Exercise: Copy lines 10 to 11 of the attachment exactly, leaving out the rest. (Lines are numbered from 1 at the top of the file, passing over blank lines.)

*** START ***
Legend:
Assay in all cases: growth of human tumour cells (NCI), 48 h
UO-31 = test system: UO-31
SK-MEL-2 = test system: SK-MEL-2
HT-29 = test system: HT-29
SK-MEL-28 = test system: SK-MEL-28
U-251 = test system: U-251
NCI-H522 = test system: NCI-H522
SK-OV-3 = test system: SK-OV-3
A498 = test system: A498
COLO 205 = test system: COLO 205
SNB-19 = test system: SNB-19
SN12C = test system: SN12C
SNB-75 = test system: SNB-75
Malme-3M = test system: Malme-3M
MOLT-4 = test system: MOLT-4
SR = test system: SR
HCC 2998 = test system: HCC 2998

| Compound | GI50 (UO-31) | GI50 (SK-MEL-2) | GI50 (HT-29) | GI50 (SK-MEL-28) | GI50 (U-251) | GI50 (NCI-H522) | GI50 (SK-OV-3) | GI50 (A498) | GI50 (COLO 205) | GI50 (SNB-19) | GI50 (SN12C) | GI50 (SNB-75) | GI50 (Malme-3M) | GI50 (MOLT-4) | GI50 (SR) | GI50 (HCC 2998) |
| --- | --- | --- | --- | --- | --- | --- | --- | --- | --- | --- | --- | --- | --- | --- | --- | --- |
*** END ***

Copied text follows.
A498 = test system: A498
COLO 205 = test system: COLO 205